In 1898, 14 years before the sinking of the Titanic, fantasy writer Morgan Robertson wrote the novel Futility, which told the story of a ship that was sunk — and which bore the name The Titan. But it wasn’t just the name where we can see an uncanny coincidence. Both the fictional (THE TITAN) and real ship (THE TITANIC) were described as unsinkable, had similar technical characteristics, lacked a suitable number of lifeboats, and collided with icebergs in the North Atlantic.
After the sinking of the Titanic, the book was republished with the title Futility, or The Sinking of the Titan.
Similarities to the Titanic
Although the novel was written before the RMS Titanic was even conceptualized, there are some uncanny similarities between both the fictional and real-life versions. Like the Titan, the fictional ship sank in April in the North Atlantic, and there were not enough lifeboats for all the passengers. There are also similarities between the size (800 ft (244 m) long for Titan versus 882 ft 9 in (269 m) long for the Titanic), speed (25 knots for Titan, 22.5 knots for Titanic) and life-saving equipment.
Beyond the name, the similarities between the Titanic and the fictional Titan include:
Both were described as the largest craft afloat and the greatest of the works of men
The Titan was 800 feet long, displacing 75,000 tons (up from 45,000 in the 1898 edition).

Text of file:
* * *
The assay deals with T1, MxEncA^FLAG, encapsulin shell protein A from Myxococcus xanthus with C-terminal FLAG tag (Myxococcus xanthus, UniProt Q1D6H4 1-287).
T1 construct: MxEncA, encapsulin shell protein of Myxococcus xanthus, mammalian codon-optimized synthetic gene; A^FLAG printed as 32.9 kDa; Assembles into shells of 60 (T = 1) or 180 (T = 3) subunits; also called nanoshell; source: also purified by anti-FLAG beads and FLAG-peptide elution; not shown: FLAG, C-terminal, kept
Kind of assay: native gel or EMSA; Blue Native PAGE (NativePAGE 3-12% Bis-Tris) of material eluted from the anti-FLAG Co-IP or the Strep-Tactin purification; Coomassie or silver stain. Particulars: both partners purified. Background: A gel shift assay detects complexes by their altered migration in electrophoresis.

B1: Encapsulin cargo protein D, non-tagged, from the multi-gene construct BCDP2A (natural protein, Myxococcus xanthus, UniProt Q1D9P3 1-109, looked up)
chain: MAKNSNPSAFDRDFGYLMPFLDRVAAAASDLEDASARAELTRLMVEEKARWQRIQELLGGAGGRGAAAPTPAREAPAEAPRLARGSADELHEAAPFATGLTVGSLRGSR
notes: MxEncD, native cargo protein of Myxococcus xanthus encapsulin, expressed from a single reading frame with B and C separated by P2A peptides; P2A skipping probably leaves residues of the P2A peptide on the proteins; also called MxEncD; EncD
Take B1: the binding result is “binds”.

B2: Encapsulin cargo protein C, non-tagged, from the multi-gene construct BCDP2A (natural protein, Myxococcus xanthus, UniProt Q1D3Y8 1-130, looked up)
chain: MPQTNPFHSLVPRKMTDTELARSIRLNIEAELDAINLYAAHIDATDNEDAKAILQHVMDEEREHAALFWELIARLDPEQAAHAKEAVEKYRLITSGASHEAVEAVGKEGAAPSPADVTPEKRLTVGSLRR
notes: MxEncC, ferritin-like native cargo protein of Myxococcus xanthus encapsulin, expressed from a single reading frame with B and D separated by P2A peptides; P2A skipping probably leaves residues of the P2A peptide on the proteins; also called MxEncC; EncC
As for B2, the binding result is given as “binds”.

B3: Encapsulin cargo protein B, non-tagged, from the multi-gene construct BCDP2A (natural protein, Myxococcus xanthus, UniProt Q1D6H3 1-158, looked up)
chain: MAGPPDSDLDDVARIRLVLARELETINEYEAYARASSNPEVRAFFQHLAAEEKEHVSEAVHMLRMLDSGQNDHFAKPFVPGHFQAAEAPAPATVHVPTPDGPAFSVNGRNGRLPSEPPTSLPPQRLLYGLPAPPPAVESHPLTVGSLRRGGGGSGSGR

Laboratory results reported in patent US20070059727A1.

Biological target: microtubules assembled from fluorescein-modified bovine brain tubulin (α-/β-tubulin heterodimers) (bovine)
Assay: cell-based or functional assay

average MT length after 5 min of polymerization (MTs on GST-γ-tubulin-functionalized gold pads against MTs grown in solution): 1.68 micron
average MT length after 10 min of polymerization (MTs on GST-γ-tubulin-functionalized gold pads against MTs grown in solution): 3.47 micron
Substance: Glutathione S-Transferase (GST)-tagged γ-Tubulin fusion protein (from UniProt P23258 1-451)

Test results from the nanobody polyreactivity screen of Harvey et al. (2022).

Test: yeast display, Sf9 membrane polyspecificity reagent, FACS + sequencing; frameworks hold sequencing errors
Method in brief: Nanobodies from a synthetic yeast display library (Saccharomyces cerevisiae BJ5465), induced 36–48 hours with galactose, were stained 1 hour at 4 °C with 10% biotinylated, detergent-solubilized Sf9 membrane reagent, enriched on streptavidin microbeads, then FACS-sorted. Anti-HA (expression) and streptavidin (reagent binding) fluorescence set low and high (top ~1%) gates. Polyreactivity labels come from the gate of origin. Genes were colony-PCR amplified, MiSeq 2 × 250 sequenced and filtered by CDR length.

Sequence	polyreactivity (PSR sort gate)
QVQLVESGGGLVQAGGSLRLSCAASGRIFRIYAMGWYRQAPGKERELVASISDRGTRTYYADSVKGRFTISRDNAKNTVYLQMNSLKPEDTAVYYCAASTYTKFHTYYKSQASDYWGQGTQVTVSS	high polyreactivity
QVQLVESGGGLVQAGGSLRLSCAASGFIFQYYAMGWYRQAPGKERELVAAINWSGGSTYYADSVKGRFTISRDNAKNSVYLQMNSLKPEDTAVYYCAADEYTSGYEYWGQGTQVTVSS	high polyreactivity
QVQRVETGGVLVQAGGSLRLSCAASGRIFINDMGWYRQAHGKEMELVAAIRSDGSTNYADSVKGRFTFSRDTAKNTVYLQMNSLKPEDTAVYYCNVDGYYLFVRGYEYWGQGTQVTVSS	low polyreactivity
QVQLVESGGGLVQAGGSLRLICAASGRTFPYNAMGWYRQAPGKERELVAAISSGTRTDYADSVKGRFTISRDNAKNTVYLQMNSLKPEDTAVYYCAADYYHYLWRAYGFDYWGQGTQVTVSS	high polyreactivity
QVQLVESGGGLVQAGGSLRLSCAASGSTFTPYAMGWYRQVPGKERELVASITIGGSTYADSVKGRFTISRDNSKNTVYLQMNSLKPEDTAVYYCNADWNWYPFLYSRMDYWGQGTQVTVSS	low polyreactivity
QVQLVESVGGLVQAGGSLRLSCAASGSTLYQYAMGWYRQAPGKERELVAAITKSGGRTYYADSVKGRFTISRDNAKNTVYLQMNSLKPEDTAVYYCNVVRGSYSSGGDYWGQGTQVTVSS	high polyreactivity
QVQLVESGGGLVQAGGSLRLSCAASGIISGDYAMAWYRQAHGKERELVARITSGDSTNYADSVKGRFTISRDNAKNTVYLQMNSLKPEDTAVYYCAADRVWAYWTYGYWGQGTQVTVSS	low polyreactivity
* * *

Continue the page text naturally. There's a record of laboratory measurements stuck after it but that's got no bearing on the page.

The Titanic was 882 feet long, displacing 46,000 tons.
Described as “unsinkable”
Had triple screw (propeller)
Shortage of lifeboats
The Titan carried “as few as the law allowed”, 24 lifeboats, which could carry less than half of her total complement of 3,000.
The Titanic carried only 16 lifeboats (plus 4 Engelhardt folding lifeboats).
Struck an iceberg
The Titan, moving at 25 knots, struck an iceberg on the starboard side on a night of April, in the North Atlantic, 400 nautical miles (740 km; 460 miles) from Newfoundland(Terranova).
The Titanic, moving at 22½ knots, struck an iceberg on the starboard side on the night of April 14, 1912, in the North Atlantic, 400 nautical miles (740 km; 460 miles) from Newfoundland (Terranova).
The Titan sank, and the majority of her 2,500 passengers and crew died; only 13 survived.
The Titanic sank, and 1,523 of her 2,200 passengers and crew died; 705 survived.
The Titan and Titanic both sank on a night in the month of April.
Following the Titanic’s sinking, some people credited Robertson with clairvoyance. Robertson denied this, claiming the similarities were explained by his extensive knowledge of shipbuilding and maritime trends.